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Improving Your Store’s Curb Appeal

 

Improving the curb appeal of a small business, New York bicycle shop storefront

Take a look at your storefront. What do you see? What do think your customers see? 

Curb appeal is often one of the most overlooked ingredients for creating an amazing customer experience and that’s really unfortunate.  It only takes a split second for people to form an impression, and that impression often starts when they’re driving by or pulling into your parking lot.

Working in retail management for a regional home improvement center when I was fresh out of college, I learned pretty quickly to pay just as much attention to the outside of our store as the inside. Our regional manager would make frequent and impromptu visits and I think it’s safe to say he was more than passionate about curb appeal. In fact, he was pretty much dialed in on every last detail—a mindset that’s stuck with me all those years later. 

To this day, any time I go shopping I notice every burned out light bulb, trash can that needs emptied, cigarette butt in the crack of a sidewalk, and weed growing in the landscaping. 

The most important step to improving your store’s curb appeal is finding the time to think strategically about what you need to do and then actually doing it. When you’re in a rush, it’s easy to miss or ignore quick fixes and potential problems. 

Visible Exterior Signage

Your signage should be visible from the street (see example at the top of this post which you might be able to see from the outerspace!), parking lot, AND the sidewalk. Case in point, a new pizza shop just opened locally. From what I can tell, their name looks like etched glass—and it’s totally impossible to make it out from the highway. What is the chance that someone is going to pull in for a closer look? Zilch. 

You also want to keep an eye out for any signs that have been faded by the sun. Either replace it or just take it down. In almost every case, having nothing is going to look way better than a raggedy old faded sign.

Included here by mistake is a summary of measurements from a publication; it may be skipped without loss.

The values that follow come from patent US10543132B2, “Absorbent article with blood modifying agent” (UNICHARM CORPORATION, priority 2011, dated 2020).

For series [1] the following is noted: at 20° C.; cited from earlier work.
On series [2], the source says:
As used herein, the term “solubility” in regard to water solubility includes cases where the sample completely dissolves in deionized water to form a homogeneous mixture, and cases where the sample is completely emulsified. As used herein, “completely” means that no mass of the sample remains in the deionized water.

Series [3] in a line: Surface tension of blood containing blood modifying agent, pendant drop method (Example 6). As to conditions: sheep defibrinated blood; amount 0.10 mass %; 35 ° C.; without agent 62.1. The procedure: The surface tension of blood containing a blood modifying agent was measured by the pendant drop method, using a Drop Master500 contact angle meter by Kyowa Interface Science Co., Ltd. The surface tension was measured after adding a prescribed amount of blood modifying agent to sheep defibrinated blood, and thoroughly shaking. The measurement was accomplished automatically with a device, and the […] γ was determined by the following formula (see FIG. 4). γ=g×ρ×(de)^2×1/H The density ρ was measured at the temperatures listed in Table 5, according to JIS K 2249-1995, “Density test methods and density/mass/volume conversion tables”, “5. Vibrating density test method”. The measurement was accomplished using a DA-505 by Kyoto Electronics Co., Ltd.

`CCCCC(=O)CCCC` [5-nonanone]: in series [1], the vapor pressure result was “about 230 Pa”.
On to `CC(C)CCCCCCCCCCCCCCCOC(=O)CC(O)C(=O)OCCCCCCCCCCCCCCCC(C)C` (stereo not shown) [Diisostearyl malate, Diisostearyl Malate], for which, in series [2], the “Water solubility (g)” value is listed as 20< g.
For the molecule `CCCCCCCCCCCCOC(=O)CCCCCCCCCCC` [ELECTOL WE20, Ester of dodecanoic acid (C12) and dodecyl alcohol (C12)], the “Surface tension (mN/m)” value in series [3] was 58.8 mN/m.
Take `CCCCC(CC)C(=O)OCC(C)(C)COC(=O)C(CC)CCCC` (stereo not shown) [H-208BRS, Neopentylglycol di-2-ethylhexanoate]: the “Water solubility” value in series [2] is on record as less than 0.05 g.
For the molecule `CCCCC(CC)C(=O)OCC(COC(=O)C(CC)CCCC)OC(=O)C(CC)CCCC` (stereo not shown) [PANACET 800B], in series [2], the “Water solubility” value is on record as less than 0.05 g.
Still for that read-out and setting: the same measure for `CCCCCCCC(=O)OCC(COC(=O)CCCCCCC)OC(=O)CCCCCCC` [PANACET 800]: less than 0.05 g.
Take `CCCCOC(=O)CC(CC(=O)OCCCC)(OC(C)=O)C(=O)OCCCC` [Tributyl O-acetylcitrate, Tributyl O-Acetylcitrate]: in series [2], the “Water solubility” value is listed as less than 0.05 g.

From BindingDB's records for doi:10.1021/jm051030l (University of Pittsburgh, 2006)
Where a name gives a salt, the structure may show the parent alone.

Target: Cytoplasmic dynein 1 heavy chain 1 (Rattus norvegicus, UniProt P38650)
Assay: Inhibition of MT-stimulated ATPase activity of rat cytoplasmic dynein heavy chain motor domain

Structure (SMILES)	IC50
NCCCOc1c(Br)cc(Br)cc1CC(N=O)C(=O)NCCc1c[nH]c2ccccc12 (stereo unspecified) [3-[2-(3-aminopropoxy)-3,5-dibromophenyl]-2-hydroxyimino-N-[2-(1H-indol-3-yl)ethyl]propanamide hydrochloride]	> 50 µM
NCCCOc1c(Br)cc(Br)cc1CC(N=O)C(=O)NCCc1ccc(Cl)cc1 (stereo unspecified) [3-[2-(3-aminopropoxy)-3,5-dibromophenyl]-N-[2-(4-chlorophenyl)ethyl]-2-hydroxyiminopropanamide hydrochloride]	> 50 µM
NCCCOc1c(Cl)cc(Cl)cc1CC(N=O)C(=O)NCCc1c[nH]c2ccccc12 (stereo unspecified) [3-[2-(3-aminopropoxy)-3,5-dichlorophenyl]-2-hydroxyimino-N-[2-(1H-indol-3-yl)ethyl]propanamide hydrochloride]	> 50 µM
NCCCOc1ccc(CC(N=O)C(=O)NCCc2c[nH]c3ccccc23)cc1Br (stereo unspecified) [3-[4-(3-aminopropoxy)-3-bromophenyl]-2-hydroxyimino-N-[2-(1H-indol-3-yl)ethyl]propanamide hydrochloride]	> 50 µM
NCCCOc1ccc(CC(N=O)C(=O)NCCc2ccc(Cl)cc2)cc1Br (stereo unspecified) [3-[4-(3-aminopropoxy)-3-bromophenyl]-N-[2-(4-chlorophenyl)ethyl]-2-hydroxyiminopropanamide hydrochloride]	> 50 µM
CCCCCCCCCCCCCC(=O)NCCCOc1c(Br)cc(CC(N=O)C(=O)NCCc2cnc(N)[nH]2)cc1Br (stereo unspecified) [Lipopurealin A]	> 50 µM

I’m a huge fan of sandwich boards. If you’re able to use one, it can be a great way to extend your signage beyond your storefront and really grab the attention of passersby—especially if you get a lot of foot traffic. You can showcase daily specials, or have some fun with it and do something clever. 

Just yesterday, I saw a the perfect example on Twitter--a picture of a sandwich board with a message arranged in a flow chart asking “Is Everything Okay?” followed by “Yes” or “No.” Regardless of your answer, you were pointed to “Come and have a drink.” Creative and clever, you could just about say the same thing for a myriad of products or services. “Is Everything Okay?” “Come on in and get a haircut.”

I’m also a big stickler for store hours. If you want to test how good your eyesight is without having to see an optometrist, try to make out store hours for just about any business that has them displayed on their front door without leaving your car. I bet you can’t do it at least 75% of the time. 

Creative Window Displays

If you’ve got them, flaunt them. Use window displays to provide a glimpse into your store and your product offerings and entice prospective customers to check you out.

Think about what you want to display and then experiment to see what looks best once you’re outside the store. Do your best to look through the eyes of your customers. 

Once you have something in place, pay attention to whether it’s bringing more people in the door or helping you sell any more products. It can be the prettiest window display in the world but if it’s not helping you generate more business, it’s not working.

Regular Maintenance

There is literally no excuse to have trash cans overflowing right outside of your front door. None. The same holds true for weeds, burned out light bulbs, and any other items that could make your small business appear disheveled. 

Take a walk around in the morning and look for anything that needs to be addressed. Do the same thing at night. If you need to hold off, say to call in a professional sign company to replace some bulbs, that’s okay—just don’t let it linger for months. The last thing you want is one letter in your sign to wink at people from dusk till dawn.

If you really want to create an unforgettable customer experience, don’t overlook the importance of curb appeal. Whether you know it or not, the outside appearance of your storefront is forming opinions (both good and bad) from the moment someone pulls into your parking lot—if not sooner.

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[Image: Flickr user Ed Yourdon]

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